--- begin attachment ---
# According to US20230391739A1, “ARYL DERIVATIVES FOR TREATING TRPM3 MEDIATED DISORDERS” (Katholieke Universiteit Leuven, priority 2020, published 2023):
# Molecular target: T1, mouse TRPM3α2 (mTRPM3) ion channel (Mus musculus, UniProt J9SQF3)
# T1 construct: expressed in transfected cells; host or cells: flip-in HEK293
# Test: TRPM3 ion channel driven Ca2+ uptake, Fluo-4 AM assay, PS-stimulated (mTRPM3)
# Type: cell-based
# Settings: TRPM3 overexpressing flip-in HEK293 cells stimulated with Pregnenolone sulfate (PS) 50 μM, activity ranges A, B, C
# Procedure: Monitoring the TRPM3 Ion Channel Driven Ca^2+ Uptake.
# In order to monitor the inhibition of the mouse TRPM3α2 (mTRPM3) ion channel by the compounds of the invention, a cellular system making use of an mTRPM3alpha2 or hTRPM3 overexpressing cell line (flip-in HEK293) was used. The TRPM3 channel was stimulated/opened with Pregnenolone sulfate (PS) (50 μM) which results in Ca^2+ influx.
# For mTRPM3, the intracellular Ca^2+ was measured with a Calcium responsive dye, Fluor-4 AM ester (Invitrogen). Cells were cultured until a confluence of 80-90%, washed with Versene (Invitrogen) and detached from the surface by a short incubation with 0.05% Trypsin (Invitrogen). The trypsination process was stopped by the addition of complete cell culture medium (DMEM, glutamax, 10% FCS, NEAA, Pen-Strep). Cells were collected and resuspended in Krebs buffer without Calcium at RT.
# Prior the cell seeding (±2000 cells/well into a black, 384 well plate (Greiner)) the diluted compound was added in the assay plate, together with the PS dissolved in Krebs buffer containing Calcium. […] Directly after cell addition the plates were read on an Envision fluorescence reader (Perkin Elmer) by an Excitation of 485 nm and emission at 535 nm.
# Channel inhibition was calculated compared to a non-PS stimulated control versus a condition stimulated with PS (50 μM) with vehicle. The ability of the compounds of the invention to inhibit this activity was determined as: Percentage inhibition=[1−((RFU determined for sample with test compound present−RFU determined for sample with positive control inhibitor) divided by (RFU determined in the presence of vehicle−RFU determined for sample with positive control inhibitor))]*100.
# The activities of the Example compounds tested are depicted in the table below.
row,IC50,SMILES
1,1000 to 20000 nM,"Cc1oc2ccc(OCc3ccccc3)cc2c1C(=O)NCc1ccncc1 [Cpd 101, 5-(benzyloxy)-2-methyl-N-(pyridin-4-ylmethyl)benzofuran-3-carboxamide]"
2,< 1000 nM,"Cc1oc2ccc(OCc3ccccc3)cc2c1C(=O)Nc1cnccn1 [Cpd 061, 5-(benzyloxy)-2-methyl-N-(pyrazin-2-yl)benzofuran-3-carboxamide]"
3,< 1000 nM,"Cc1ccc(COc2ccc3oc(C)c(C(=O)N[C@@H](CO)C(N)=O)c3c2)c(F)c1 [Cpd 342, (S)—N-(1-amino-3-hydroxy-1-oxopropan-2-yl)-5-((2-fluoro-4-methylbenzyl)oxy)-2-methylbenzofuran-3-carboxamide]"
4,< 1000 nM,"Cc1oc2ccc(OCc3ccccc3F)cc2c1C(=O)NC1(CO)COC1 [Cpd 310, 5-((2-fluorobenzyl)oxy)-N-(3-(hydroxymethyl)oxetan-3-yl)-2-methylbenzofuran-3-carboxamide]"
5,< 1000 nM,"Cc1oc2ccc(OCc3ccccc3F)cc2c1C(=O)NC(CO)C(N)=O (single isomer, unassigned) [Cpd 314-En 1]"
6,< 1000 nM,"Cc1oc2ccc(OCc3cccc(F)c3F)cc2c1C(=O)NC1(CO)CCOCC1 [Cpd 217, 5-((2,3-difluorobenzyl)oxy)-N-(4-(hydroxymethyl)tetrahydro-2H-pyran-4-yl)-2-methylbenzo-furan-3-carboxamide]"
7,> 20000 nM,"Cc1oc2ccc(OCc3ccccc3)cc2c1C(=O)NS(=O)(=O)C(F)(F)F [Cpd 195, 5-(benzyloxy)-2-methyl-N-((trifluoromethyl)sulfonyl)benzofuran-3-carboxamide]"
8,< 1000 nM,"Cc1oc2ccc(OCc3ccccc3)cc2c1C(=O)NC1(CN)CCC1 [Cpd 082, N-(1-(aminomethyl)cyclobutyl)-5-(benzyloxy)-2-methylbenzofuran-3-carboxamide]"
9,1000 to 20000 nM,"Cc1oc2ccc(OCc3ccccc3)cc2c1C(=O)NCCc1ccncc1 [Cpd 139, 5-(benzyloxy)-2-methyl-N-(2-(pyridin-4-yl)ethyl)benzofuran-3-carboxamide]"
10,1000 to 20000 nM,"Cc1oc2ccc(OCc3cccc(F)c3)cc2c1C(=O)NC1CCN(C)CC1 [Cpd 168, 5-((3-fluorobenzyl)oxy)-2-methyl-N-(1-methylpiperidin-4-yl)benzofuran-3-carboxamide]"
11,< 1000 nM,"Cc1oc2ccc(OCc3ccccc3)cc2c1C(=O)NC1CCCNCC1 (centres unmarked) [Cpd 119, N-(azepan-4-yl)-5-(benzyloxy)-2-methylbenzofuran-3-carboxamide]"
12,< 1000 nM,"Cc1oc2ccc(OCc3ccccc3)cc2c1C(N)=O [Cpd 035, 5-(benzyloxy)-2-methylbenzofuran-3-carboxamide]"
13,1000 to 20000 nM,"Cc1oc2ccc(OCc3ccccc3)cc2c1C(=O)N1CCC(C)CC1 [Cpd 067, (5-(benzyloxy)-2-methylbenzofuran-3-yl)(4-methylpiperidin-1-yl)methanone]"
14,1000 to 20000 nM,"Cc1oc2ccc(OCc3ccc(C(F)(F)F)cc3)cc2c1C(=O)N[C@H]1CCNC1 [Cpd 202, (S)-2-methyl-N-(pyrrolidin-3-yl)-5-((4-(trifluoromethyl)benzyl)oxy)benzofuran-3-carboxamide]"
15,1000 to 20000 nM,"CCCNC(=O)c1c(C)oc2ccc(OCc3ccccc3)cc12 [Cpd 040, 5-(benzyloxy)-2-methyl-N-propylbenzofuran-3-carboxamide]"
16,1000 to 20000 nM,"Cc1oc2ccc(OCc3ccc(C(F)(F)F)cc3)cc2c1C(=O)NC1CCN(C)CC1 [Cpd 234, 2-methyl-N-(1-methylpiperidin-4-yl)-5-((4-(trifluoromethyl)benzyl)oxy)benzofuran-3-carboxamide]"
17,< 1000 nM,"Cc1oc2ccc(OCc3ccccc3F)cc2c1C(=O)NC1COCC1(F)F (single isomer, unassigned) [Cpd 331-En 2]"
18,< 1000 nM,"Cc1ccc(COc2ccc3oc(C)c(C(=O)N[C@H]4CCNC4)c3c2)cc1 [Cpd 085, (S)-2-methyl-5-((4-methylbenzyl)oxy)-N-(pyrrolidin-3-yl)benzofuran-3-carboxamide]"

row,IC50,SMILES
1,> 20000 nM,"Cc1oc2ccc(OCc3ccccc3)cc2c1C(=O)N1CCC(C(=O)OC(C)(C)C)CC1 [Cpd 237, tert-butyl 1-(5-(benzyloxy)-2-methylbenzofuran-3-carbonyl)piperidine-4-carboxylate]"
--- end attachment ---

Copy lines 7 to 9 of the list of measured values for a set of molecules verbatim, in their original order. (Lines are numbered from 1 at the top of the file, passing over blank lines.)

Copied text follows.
# Procedure: Monitoring the TRPM3 Ion Channel Driven Ca^2+ Uptake.
# In order to monitor the inhibition of the mouse TRPM3α2 (mTRPM3) ion channel by the compounds of the invention, a cellular system making use of an mTRPM3alpha2 or hTRPM3 overexpressing cell line (flip-in HEK293) was used. The TRPM3 channel was stimulated/opened with Pregnenolone sulfate (PS) (50 μM) which results in Ca^2+ influx.
# For mTRPM3, the intracellular Ca^2+ was measured with a Calcium responsive dye, Fluor-4 AM ester (Invitrogen). Cells were cultured until a confluence of 80-90%, washed with Versene (Invitrogen) and detached from the surface by a short incubation with 0.05% Trypsin (Invitrogen). The trypsination process was stopped by the addition of complete cell culture medium (DMEM, glutamax, 10% FCS, NEAA, Pen-Strep). Cells were collected and resuspended in Krebs buffer without Calcium at RT.